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Dirt floor basement in 1887 home

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Jan 17, 2014, 03:46 PM
NanD
Dirt floor basement in 1887 home
we have a dirt floor basement in our old home The walls are a combination of granite block and sacked stone. We have filled in some of the gaps with foam gap filler and installed new basement windows. It still feels damp in the basement although we have had no standing water or puddles.We are trying to determine the best way to control moisture and enhance heat retention during the winter months. Is is worth our while to pour a cement floor, or just lay a vapor barrier.There is condensation on the wall stone. What is the best or better way to manage this. Thank you for help from any of you "this old housers" out there.
Jan 17, 2014, 05:21 PM
Jaybee
The damp feeling and condensation on the stone are sure signs that you are getting moisture in the basement. Definitely install a poly vapor barrier - try to cover as close to 100% of the dirt as possible.

If you do not us the basement for much, then you will get a dryer basement by just installing the vapor barrier. However, if you are in there frequently the poly will get torn. If you use the basement area then at the very least you should install a layer of gravel on top of the poly. If you want a real floor then install the poly, gravel and concrete slab. Each step, of course, will cost you more money.

If you are looking for best bang for the buck then just install the poly barrier.


Jaybee
Jan 17, 2014, 07:30 PM
redoverfarm
Agree w/Jaybee only that I would use sand instead of gravel to eliminate the chance of puncturing the poly with stone.
Jan 17, 2014, 09:20 PM
Frodo
if it were me, a home that old..i would investigate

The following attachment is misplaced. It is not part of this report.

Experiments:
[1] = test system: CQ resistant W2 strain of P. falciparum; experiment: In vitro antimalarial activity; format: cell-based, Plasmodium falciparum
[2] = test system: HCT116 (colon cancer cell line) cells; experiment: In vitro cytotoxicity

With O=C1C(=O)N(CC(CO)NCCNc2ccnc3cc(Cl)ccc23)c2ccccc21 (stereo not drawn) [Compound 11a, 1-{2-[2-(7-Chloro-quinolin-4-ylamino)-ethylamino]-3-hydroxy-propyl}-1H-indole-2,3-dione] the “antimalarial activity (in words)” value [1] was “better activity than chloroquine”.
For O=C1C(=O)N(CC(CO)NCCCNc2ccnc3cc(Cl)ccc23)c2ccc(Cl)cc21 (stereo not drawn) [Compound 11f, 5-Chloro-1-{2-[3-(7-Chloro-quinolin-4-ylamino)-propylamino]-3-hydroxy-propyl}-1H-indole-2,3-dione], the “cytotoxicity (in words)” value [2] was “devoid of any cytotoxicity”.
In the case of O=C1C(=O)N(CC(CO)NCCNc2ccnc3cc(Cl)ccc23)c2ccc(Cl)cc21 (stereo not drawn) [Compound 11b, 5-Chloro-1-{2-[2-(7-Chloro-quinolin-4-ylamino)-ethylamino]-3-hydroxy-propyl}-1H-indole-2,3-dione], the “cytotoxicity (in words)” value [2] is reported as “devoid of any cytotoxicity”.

what might be, buried under that floor.
rings, coins, knives, guns, trash....maybe somebody uncle
then concrete it
Jan 18, 2014, 08:59 AM
Sparky617
If you have the headroom concreting it is a great option, but as Jaybee commented cover it with poly and gravel first. If you go the concrete route I'd put in a perimeter drain around the basement and install a sump pump as well. Even if you don't have water now, $500 spent now is cheap insurance.

You're getting evaporation from ground water into your basement. It is condensing on cold surfaces. Adding a basement grade dehumidifier would also be a good idea. A basement grade one can work in cooler temperatures. You want one that will work in the ambient temperature of your basement, likely 55-65 degrees.

French Drains - http://www.houselogic.com/home...h-drains-basements/#.

Basement dehumidifiers - http://www.allergybuyersclub.c...t-dehumidifiers.html


General Disclaimer

Any advice given here is general in nature and is not necessarily valid for your given area. If in doubt check with your local codes enforcement department for what is required when doing electrical, plumbing or structural work on your house. Permits may or may not be required in your area and home owners may not be able to DIY some tasks. I have no way of knowing if you have the skills needed to complete the tasks you are asking about, when in doubt seek professional assistance.

My advice may be worth exactly what you pay me for it. :-) For the record I did not stay in a Holiday Inn Express last night.